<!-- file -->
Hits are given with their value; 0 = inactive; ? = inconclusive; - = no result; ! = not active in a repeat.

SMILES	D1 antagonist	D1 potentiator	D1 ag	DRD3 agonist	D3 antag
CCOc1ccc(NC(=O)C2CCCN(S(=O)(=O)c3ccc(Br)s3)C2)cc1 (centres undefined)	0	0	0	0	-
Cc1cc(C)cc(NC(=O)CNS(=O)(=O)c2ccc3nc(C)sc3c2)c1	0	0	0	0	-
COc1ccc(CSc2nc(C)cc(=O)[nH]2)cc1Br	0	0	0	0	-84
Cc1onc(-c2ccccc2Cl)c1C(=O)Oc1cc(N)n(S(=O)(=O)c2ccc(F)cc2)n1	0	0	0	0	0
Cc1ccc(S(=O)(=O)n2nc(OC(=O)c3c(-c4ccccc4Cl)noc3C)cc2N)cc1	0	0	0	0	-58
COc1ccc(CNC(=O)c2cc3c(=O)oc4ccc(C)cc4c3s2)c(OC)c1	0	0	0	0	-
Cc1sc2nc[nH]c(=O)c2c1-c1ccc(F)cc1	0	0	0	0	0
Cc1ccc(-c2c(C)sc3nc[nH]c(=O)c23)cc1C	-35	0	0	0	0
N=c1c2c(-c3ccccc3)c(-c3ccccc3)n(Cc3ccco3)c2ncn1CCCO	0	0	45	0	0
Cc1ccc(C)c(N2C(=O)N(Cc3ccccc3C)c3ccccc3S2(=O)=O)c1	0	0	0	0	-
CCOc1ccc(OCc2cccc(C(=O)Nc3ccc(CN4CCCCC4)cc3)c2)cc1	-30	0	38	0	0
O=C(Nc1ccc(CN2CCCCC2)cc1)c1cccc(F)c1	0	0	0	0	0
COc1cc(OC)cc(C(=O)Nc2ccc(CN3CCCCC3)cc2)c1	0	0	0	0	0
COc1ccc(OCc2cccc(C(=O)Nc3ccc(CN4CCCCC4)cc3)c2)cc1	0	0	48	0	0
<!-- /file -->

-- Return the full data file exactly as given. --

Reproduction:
Hits are given with their value; 0 = inactive; ? = inconclusive; - = no result; ! = not active in a repeat.

SMILES	D1 antagonist	D1 potentiator	D1 ag	DRD3 agonist	D3 antag
CCOc1ccc(NC(=O)C2CCCN(S(=O)(=O)c3ccc(Br)s3)C2)cc1 (centres undefined)	0	0	0	0	-
Cc1cc(C)cc(NC(=O)CNS(=O)(=O)c2ccc3nc(C)sc3c2)c1	0	0	0	0	-
COc1ccc(CSc2nc(C)cc(=O)[nH]2)cc1Br	0	0	0	0	-84
Cc1onc(-c2ccccc2Cl)c1C(=O)Oc1cc(N)n(S(=O)(=O)c2ccc(F)cc2)n1	0	0	0	0	0
Cc1ccc(S(=O)(=O)n2nc(OC(=O)c3c(-c4ccccc4Cl)noc3C)cc2N)cc1	0	0	0	0	-58
COc1ccc(CNC(=O)c2cc3c(=O)oc4ccc(C)cc4c3s2)c(OC)c1	0	0	0	0	-
Cc1sc2nc[nH]c(=O)c2c1-c1ccc(F)cc1	0	0	0	0	0
Cc1ccc(-c2c(C)sc3nc[nH]c(=O)c23)cc1C	-35	0	0	0	0
N=c1c2c(-c3ccccc3)c(-c3ccccc3)n(Cc3ccco3)c2ncn1CCCO	0	0	45	0	0
Cc1ccc(C)c(N2C(=O)N(Cc3ccccc3C)c3ccccc3S2(=O)=O)c1	0	0	0	0	-
CCOc1ccc(OCc2cccc(C(=O)Nc3ccc(CN4CCCCC4)cc3)c2)cc1	-30	0	38	0	0
O=C(Nc1ccc(CN2CCCCC2)cc1)c1cccc(F)c1	0	0	0	0	0
COc1cc(OC)cc(C(=O)Nc2ccc(CN3CCCCC3)cc2)c1	0	0	0	0	0
COc1ccc(OCc2cccc(C(=O)Nc3ccc(CN4CCCCC4)cc3)c2)cc1	0	0	48	0	0